Chris Griffiths’ Reasoning Checklist template will help you break free from biases and replace them with balance which will allow you to build a reasoning based off of all considerations – the input of others’, your gut instinct, positive and negative mindsets, disconfirming evidence and more.
Designed as a point of reference, the Reasoning Checklist’s purpose is to guide your reasoning process with poignant prompts. It achieves this by explicitly contrasting what you should do, and what you shouldn’t do when working through the process of reasoning.
Both what decisions and what actions you make are based upon your reasoning. Even ignoring reasoning is reasoning in its own right. Given the significance which reasoning has on outcomes, it is therefore extremely important that it is formed from a variety of diverse sources.
Some might claim that reasoning is simply another word for logic or common sense; however, these are insular subjective factors. With Chris Griffiths’ Reasoning Checklist you will be encouraged to inform your reasoning with alternative sources of information and mindsets. When seeking to overcome a problem which you are facing or maybe have in fact formed yourself, this can be monumental. By embracing alternative reasoning methodology in contrast to that which you typically apply by default, you give yourself the opportunity to make different decisions, actions and end results than you normally would.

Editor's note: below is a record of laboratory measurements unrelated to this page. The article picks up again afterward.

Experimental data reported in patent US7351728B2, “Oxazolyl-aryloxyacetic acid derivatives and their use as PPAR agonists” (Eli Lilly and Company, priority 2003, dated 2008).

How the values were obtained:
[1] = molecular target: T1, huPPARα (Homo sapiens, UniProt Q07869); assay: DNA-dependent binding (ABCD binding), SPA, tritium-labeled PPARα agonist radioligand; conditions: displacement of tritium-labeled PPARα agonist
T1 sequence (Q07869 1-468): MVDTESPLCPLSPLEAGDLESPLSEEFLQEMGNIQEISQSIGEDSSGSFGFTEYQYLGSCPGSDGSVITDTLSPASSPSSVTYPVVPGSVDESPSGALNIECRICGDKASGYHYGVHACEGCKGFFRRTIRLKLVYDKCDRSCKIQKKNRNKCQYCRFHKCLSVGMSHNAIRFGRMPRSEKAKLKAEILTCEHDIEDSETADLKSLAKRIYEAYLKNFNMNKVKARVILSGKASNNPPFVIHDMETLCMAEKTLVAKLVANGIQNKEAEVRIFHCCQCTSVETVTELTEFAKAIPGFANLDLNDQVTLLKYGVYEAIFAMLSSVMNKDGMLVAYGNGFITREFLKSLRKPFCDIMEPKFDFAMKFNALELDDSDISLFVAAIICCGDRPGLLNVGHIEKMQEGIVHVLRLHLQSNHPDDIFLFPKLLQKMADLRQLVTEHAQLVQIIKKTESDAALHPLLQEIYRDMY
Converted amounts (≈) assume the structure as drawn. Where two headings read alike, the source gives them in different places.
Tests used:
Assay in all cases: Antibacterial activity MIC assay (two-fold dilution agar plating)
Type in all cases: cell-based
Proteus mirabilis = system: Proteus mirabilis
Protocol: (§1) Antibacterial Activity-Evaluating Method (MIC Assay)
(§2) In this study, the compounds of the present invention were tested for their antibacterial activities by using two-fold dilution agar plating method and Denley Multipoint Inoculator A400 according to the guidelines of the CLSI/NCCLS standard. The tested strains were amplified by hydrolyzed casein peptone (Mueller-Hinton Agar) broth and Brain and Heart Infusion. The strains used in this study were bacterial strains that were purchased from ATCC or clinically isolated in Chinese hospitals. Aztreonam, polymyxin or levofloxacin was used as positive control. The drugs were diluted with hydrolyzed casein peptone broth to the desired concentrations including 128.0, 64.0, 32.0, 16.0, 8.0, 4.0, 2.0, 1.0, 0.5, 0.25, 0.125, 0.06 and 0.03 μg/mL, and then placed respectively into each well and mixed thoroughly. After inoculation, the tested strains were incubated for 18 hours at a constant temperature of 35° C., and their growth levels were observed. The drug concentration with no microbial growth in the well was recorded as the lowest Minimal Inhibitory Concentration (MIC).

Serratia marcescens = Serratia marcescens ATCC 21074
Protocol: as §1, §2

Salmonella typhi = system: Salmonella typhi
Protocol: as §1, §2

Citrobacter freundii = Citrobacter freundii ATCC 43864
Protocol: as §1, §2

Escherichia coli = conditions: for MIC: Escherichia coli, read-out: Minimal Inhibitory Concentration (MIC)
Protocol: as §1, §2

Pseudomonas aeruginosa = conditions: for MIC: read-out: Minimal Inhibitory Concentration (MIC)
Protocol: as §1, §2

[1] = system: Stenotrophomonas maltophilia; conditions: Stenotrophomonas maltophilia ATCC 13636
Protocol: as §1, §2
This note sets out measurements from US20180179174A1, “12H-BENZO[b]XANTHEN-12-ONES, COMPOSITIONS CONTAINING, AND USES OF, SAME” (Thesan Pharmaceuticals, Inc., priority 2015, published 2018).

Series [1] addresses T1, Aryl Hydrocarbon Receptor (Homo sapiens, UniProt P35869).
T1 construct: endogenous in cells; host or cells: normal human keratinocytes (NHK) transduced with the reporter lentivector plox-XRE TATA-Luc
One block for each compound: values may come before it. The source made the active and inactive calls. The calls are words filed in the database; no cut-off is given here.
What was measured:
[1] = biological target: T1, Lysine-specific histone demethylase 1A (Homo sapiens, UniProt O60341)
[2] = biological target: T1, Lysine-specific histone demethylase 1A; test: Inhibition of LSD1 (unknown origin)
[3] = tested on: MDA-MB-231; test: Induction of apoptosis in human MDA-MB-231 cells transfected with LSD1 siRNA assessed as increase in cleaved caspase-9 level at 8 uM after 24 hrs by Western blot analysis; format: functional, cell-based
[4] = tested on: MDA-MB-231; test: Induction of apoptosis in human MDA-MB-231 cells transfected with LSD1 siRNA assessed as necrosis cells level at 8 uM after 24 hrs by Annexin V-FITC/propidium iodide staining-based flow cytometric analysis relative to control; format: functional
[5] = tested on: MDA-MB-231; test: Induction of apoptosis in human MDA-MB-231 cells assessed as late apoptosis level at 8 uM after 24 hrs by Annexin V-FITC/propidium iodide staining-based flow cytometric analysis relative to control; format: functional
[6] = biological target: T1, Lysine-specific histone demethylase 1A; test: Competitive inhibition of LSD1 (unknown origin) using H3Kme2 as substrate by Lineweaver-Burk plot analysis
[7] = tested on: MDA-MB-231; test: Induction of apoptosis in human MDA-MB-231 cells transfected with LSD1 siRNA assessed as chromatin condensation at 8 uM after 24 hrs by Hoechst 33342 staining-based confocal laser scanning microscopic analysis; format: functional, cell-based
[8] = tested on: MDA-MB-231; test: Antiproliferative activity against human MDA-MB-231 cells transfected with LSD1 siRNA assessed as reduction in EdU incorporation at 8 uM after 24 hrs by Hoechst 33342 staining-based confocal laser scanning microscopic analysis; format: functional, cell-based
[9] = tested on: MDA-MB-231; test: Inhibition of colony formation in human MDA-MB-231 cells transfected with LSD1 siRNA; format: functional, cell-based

Transform your reasoning process today to make new proactive decisions. Chris Griffiths’ Understanding Checklist is ready to assist you from within Ayoa, on any of your devices. Discover how to use it below.
To access the template, sign up to Ayoa. Once you've signed up, navigate to the homepage to create a new whiteboard, mind map or task board and choose this template from the library.
Catch yourself before you fall into your usual reasoning habits by casting an eye over the ‘don’t’ section of the Reasoning Checklist. The pointers found in this section will not only steer you clear of detrimental reasoning habits but also warm you up for positive ones which you will find in the ‘do’ section.
Having learnt what you shouldn’t do whilst reasoning over which decisions to take or what resolutions to commit to, move across to the ‘do’ section of the Reasoning Checklist. Here you will be prompted with ways to diversify your reasoning so that it can be more greatly informed.
Reasoning isn’t always easy with others, and the Reasoning Checklist effectively recreates this experience for you as an individual by encouraging you to consider varying perspectives. To make sure you don’t fall back into your default reasoning style, keep the Reasoning Checklist open with its do’s and don’ts reminding you why it is important to consider alternatives.